Our group was assigned the Busingye Group, which resides in the southern section of the park.
From the meeting point, we got back into our private vehicles and drove for about twenty minutes before we began hiking up a hill. Shortly after beginning the hike, our guide instructed us to climb in the bed of an Uganda Wildlife Authority pick-up truck, which then began driving us up the hill – but, just as we came to a steep, sharp curve, our truck had to brake for a group of passing sheep, and the truck lost its momentum.
Our driver kept trying to climb the hill, spinning the truck’s wheels on the gravel, and the rest of us, standing in the bed, started shouting that we wanted to get out and walk. We walked partway up the rest of the hill before we tried the pick-up truck again; this time it was more successful.
From where the pick-up truck dropped us off, we had to walk along a narrow path with an amazing view of the surrounding countryside and Virunga chain of volcanoes (including Mount Nyiragongo, the volcano in the DRC that we had glimpsed in Gisenyi). The path opened onto a field, where we took a water break before finally diving into the forest.
We then hiked through the forest for two hours before the trackers (who had departed much earlier in the morning, so that they could find the gorillas just as they left their nests2 and help us locate them) alerted us that we were close.
At that point, we left the footpath and began scrambling up (and then later down) a vine-choked mountain until we reached the gorillas. The forest was so dense that, at some points, the only reason I remained upright was because I was so tangled in vines that I literally couldn’t fall down.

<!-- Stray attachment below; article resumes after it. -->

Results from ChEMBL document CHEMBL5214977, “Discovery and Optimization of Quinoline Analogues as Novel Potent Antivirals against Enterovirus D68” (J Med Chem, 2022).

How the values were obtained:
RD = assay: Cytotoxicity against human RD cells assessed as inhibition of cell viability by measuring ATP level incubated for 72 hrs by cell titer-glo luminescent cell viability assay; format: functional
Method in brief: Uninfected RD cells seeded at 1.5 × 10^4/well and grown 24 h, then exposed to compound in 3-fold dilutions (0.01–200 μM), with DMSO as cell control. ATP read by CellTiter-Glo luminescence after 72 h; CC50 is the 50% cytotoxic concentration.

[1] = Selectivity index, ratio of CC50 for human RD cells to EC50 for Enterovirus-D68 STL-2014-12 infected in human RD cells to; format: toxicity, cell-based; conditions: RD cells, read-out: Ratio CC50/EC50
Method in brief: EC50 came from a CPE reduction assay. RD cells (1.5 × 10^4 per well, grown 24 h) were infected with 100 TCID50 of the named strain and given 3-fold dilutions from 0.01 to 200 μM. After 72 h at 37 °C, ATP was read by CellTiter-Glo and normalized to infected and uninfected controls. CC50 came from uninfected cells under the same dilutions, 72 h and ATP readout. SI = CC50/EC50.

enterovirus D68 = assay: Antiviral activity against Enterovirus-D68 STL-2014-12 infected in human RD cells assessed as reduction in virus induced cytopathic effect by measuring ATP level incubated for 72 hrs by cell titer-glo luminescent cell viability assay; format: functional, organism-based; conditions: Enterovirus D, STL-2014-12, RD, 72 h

We met various other folks along our journey who had gone gorilla tracking in both Uganda and Rwanda, and the gorillas they visited had sat sedately for them in one location. On the morning that we went trekking, however, our group of gorillas were feeling active, and we spent nearly the entire time following them through the forest while they foraged for food. Just as our trackers would use their machetes to clear a view of the gorillas, they would lumber away.
The experience was much more exciting than if they had remained put in one place, but it meant that we didn’t get very many clear pictures to share.
The exception is the young gorillas – they were fond of climbing in the trees, and so we got some nice shots of them:
Once a group finds the gorillas, they get one hour with them. However, since the gorillas were so active during our visit, the guides allowed us to have ninety minutes with them. Being constantly on the move and striving for a glimpse of the gorillas through the dense forest wasn’t what we had in mind when we booked our gorilla tracking adventure, but seeing the gorillas move naturally around their habitat was an incredible experience that can’t be replicated.
1 Unsurprisingly, “majestically push” has become one of our favorite phrases.
2 I love the imagery of gorillas in a “nest.”